Adobe, what are you playing at? #disappointed #sellingmygoldenticketonebay

  10. Allen says:

    Just got an explanation email from TypeKit regarding this out-of-the-blue font limit warning. Support is saying it’s always been this way, but “you just haven’t noticed”. What?! I’ve literally had hundreds of fonts synced without any problem and now I sync one font family and suddenly I’m over my limit? BTW, I’m saying TypeKit because Adobe told me this was a TypeKit issue, not theirs.

    1. Geoff Hollis says:

      So are you saying TypeKit is actually a separate entity from Adobe all together? Talk about bait and switch…

    2. lol its a TypeKit issue????????? sounds like they are passing the blame.

      Absolute trash. And to announce it in this dumb article where they try to sell it as a feature ads insult to injury.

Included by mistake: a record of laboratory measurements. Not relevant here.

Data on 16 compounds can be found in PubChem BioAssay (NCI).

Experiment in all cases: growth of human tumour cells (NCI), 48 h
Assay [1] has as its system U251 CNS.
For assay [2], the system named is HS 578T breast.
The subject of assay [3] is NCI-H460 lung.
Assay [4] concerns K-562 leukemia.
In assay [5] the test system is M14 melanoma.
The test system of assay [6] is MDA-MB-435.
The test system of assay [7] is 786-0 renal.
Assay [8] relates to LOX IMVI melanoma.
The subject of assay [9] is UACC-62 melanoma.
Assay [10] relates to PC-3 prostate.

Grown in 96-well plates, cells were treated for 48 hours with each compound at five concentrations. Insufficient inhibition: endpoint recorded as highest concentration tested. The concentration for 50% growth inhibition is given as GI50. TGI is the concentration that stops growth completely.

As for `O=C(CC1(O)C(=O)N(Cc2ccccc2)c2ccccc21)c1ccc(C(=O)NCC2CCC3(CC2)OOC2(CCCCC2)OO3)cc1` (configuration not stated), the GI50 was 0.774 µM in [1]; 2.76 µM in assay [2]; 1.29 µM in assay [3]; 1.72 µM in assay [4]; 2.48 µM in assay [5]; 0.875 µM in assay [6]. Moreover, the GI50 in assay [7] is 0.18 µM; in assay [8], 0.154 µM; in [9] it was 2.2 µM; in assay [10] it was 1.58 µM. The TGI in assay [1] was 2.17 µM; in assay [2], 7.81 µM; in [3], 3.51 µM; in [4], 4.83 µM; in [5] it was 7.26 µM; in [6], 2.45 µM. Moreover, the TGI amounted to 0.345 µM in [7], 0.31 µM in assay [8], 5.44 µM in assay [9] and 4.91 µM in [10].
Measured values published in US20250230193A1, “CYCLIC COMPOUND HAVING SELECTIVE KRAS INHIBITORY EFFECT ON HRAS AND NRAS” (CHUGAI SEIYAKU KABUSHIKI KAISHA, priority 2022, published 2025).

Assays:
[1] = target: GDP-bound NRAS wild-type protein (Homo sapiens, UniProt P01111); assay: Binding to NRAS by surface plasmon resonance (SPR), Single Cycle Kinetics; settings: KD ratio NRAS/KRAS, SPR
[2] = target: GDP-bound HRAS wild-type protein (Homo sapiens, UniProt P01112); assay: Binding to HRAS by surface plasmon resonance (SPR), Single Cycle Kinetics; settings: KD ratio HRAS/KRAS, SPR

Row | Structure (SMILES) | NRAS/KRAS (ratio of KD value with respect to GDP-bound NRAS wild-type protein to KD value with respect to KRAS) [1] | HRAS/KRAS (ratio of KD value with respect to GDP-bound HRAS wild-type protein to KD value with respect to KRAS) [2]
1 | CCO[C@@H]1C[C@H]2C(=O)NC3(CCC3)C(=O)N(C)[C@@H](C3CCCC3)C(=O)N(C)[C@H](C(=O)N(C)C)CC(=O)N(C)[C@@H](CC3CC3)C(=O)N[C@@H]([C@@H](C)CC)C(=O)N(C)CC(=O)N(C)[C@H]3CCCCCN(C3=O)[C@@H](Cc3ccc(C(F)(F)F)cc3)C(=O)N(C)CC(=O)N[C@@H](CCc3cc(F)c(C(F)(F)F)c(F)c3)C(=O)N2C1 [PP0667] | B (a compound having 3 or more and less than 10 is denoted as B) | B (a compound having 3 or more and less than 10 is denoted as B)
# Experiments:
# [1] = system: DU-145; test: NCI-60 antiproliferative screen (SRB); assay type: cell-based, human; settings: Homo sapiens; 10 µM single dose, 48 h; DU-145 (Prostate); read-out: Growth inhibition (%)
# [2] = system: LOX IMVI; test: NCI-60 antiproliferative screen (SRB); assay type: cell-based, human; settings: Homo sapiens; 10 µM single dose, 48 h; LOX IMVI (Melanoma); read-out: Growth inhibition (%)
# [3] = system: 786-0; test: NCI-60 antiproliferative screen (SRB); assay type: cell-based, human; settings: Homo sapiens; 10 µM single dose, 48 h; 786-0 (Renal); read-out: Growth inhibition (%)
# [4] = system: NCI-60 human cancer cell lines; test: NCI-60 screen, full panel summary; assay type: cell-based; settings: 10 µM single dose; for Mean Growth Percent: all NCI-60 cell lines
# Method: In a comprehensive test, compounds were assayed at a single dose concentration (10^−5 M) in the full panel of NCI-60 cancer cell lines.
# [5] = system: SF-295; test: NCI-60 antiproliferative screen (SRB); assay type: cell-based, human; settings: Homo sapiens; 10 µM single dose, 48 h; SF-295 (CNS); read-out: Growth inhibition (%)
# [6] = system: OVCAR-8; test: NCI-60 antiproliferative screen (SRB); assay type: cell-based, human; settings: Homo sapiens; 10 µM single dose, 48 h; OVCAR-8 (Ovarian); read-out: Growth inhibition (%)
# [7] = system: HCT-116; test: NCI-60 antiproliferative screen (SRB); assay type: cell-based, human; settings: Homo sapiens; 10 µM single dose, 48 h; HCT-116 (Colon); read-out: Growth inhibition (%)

1. Hi everyone. Typekit is absolutely part of Adobe since 2011, however we do still have our own (awesome) support team separate from the rest of Adobe customer care to field questions and problems specific to the Typekit service. (A lot of our issues involve web font loading and performance, which are beyond the scope of a typical support request.) I would imagine when Adobe support said this was a Typekit issue, they were trying to refer questions to our team but unintentionally made it sound like we were an outside company. Sorry about the confusion. If you want to reach out to the Typekit team—about this or any other issue—our email is We reply to every single email as soon as we can.

  11. Stu Harris says: